Posted in Life in General

Valentine’s Day!





I have the best husband on the planet.
Just thought I’d throw that out there.
We’ve never had a conventional relationship. We’ve been married for six years (come March) and have been together for over eight. Even though we’ve been together a really long time, we’ve never had a fight, a fact that we’re super proud of. (Yes, I just ended a sentence with a preposition. I’m okay with that.) One of Chris’s friends swears up and down that we must be huge consumers of a certain herbal substance because he doesn’t understand how we can be so chill. We’re the hippy couple who’s always giggling and making stupid song references.
And I wouldn’t trade that goofiness for anything.
We’ve never been huge fans of the “average” Valentine’s Day fare. And with Chris’s job, he gets off too late to make it to a florist before closing time. So, this year, I had absolutely no idea what he was going to do. He woke up at 4:45 a.m. and taped sweet, corny little notes all around the house and made chocolate-covered strawberries before leaving for work.
Sweetest. Husband. EVER.
The notes were adorable, and a few of them made me water up just a little, I’m not gonna lie. I spent 20 minutes running around the house trying to find them all. Chris gave me an awesome Valentine’s Day for almost no money. When he got home, we made Oreo balls and popcorn and watched “The Princess Bride.” I’m pretty sure it was the best Valentine’s Day ever.


Posted in Movies and Television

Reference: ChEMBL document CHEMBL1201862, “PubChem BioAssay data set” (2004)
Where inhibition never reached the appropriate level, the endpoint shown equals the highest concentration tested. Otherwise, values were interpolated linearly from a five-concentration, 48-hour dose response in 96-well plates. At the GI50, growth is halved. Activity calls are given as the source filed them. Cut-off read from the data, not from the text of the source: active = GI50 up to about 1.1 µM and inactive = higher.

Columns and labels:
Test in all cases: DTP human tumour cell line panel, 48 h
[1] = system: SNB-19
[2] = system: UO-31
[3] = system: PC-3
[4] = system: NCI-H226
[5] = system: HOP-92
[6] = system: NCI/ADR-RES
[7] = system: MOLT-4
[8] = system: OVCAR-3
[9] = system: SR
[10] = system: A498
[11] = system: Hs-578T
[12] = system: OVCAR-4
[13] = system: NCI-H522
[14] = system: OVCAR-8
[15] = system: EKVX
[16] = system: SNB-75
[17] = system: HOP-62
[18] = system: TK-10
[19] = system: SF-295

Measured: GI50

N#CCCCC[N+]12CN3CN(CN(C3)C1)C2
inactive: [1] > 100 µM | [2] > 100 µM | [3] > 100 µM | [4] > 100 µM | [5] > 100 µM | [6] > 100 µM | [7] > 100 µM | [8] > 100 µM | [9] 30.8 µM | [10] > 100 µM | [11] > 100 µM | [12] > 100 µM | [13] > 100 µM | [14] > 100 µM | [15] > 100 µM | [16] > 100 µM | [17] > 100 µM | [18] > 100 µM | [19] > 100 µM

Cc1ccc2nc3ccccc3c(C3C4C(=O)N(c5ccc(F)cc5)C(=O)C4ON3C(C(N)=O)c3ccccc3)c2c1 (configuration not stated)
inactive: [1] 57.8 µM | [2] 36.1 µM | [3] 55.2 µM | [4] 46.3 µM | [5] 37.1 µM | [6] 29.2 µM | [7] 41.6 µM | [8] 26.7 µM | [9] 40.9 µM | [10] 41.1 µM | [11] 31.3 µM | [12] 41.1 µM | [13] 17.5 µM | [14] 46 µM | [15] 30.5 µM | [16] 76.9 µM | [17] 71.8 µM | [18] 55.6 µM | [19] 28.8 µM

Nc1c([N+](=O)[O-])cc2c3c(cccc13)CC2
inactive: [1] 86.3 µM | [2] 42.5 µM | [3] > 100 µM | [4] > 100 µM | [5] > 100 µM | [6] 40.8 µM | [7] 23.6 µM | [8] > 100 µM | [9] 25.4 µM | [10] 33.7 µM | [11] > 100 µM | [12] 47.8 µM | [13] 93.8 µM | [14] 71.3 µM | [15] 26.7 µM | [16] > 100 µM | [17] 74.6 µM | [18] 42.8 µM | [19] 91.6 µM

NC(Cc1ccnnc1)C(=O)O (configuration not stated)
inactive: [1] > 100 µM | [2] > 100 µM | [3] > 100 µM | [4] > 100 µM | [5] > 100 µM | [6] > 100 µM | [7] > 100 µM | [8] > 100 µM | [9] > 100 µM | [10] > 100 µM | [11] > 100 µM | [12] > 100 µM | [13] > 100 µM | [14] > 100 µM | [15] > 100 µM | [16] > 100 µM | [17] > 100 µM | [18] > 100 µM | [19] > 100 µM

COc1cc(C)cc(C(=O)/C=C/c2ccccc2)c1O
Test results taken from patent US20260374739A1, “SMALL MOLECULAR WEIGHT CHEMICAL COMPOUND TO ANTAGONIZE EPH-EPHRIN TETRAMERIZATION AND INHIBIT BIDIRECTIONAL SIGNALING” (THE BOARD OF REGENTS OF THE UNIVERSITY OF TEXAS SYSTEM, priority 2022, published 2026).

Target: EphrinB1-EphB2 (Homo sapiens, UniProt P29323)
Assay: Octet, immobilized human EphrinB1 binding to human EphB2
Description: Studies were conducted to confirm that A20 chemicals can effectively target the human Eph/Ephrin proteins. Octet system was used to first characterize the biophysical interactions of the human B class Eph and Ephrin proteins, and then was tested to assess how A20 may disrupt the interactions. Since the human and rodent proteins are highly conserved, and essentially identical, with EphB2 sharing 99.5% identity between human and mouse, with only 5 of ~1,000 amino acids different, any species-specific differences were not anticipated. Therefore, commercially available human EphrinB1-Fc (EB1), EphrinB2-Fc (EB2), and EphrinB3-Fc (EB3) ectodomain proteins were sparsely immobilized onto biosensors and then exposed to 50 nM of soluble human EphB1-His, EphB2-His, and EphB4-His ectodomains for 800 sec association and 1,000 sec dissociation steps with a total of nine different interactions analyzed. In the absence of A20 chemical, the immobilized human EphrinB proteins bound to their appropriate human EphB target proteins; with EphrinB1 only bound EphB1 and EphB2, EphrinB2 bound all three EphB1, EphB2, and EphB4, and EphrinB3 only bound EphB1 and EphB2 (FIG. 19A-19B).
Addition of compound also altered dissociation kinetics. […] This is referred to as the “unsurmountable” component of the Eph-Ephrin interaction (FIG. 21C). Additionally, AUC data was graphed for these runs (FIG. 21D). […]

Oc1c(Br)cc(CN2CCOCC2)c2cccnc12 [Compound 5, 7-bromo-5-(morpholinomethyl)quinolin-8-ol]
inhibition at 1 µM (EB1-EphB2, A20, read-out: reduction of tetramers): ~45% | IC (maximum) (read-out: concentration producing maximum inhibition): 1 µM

A Short Rant about a Madman in a Blue Box


Why did I do this to myself?


I have thought that Doctor Who sounded, I’ll be honest, a bit dumb, since I first started hearing about it. However, when Sherlock season 3 came to an end, I grew desperate for another source of Britishness in my life. Since the two shows seem synonymous, I decided to give Doctor Who a go. It was the best and worst decision of my life thus far. It is a beautiful wonder of a show, full of flamboyant Britishness, cheesy science fiction, and absolutely stunning acting.

I just finished watching the last episode of season (or series) 2 and bawled like a baby. The tears are drying on my cheeks as I type. I won’t give any spoilers, but the last two episodes were some of the funniest and saddest thing I’ve ever watched. I was really iffy on David Tennant becoming the Doctor, because I loved Christopher Eccleston with his oversized ears and incredibly sassiness. But David Tennant IS the Doctor. No doubt about it. Not sure I’ll be able to handle it when Matt Smith takes over. But seeing Tennant cry during the last episode of season 2 broke my heart into tiny pieces. DON’T LEAVE HIM, ROSE!!! Sorry, I had a small fangirl spasm.

Sherlock will always be my favorite show, without question. I will continue rewatching all of the (very few) episodes that exist and scanning the internet for any theories I can find. But Doctor Who is now definitely up in my top four, with Firefly and Chuck. I totally understand how one could slip into Whovianism. If you haven’t given Doctor Who a chance because you thought it sounded silly, you’re absolutely right; it is silly, but in the best possible way. Give it a chance and you won’t regret it. Well, not much, anyway. 😉


Posted in Deep Thoughts, Life in General

No More Excuses

It’s been more than two weeks since I’ve written a single word. I have plenty of excuses. I’ve been in a tremendous amount of pain from the weather and various other things, and when I’m in this amount of pain I can’t even think well enough to read most of the time. So how can I be expected to write? I’ve had doctors’ appointments and MRIs and have been introduced into the painful world that is physical therapy in hopes that I can be fixed. I’ve been trying to be a good girl and do the at-home therapy they’ve given me even when my hips and shoulders hurt so viciously that I develop migraines and just want to be left alone in silence and darkness. I’ve been exhausted. And when ever I do have a good day, I’m running around trying to catch up on everything that I let slide during my bad days.